By entering the market with products and services that are every bit as good as those offered by legacy companies, a new breed of disrupters is making it harder than ever for traditional businesses to compete.
Clayton Christensen’s Theory of Disruptive Innovation first came to public attention 25 years ago. Christensen presciently explained that fast-moving disrupters entering the market with cheap, low-quality goods could undermine companies wed to prevailing beliefs about competitive advantage. In the last decade, however, the profile of disrupters has changed dramatically. The critical difference is that they now enter the market with products and services that are every bit as good as those offered by legacy companies. Their ascendance doesn’t undermine Christensen’s theory. In fact, they expand its reach and vitality — and make it harder than ever for traditional companies to compete.
The Classic Theory of Disruption
Before we look at how things have evolved, let’s briefly review why Christensen’s theory proved so influential and, indeed, disruptive to existing ideas of competitive advantage.1 Traditional strategy had been anchored on the notion of “generic strategies” in which a company could compete at the high end by differentiating, at the low end by pursuing cost leadership, or focus on serving a specific niche exceptionally well.2 Christensen illustrated a way for new entrants to cheerfully ignore these basic strategy dynamics. He showed how a new kind of dangerous competitor could wreak havoc by entering at the low end of a market, where margins are thin and customers are reluctant to pay for anything they don’t need.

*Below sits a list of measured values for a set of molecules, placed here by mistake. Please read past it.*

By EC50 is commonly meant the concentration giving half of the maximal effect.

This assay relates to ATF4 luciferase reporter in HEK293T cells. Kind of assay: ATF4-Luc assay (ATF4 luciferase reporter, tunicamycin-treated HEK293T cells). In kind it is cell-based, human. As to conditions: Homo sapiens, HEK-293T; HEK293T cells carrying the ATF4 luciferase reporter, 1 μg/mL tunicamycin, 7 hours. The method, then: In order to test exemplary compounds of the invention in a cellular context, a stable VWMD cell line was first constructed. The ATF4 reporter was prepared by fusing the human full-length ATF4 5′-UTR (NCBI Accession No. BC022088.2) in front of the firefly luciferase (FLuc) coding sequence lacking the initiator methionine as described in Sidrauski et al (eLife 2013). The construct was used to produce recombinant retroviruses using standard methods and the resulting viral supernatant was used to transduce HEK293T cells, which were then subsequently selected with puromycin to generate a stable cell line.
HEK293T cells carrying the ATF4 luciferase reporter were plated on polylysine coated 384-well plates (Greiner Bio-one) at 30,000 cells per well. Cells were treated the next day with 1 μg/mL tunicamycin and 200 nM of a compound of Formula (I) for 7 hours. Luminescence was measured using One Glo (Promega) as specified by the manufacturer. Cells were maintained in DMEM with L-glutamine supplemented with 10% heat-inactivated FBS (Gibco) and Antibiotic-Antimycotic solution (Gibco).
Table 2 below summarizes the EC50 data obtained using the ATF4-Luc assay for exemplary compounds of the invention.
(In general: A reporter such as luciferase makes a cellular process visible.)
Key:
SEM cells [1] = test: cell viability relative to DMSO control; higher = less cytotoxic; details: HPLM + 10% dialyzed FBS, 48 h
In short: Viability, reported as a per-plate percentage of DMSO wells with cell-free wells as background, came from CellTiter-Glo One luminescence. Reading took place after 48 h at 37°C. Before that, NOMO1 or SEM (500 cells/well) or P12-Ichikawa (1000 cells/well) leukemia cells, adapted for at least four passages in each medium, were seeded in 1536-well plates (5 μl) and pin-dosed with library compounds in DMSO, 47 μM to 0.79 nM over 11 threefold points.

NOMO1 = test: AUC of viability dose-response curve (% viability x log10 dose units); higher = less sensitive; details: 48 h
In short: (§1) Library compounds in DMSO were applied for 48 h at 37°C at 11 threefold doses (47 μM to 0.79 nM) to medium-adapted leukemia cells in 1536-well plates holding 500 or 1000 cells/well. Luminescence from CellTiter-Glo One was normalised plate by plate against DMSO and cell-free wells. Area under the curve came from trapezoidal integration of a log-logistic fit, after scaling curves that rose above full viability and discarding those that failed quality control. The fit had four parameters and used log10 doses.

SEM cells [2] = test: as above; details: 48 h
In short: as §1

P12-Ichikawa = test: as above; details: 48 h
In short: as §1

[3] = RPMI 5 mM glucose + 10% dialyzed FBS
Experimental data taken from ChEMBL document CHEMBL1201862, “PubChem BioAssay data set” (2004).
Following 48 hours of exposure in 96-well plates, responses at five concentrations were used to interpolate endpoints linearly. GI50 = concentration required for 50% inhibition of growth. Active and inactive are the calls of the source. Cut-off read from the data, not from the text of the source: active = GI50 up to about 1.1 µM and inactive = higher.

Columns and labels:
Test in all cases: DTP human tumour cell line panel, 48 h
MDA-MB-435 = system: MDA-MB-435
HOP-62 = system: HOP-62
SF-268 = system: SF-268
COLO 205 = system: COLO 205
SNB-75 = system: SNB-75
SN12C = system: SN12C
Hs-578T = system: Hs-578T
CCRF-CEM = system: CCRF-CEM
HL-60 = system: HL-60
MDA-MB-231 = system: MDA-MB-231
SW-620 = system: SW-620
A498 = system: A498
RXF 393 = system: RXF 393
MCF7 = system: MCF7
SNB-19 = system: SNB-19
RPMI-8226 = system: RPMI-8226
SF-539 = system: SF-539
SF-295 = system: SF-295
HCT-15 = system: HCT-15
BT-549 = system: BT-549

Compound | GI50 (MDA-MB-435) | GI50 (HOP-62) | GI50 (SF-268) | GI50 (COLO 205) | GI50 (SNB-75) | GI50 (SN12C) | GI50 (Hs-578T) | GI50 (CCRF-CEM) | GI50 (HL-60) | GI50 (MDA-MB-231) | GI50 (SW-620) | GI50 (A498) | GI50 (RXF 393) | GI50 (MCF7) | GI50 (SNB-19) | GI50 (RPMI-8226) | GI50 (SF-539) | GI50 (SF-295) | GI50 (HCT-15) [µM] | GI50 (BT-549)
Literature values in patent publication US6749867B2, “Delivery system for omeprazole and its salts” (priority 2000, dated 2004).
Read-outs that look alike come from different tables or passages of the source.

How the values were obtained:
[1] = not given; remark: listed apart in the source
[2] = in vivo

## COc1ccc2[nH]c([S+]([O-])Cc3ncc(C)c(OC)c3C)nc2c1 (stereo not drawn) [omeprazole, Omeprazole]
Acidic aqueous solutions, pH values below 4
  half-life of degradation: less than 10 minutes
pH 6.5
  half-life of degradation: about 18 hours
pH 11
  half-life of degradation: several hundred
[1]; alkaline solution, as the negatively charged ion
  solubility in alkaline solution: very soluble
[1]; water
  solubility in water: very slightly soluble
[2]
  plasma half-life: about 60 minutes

The new entrant comes in with a product or service that’s cheaper and more convenient but that doesn’t offer the same level of performance on the dominant criteria that most customers expect from incumbents that have been working on the technology for years. The incumbents feel they can ignore the newcomer. Not only are its products inferior, but its margins are lower and its customers less loyal. Incumbents choose instead to focus on sustaining innovation — making improvements to the features that have been of most value to their high-end customers.
Christensen showed the downside of ignoring the newcomers. Eventually, as these upstarts improve, they become pretty good at the old dominant criteria. They also develop such solid innovations at the low end that they bring new customers into the market. Having doubled down on what has always worked, the incumbents fail to notice two things.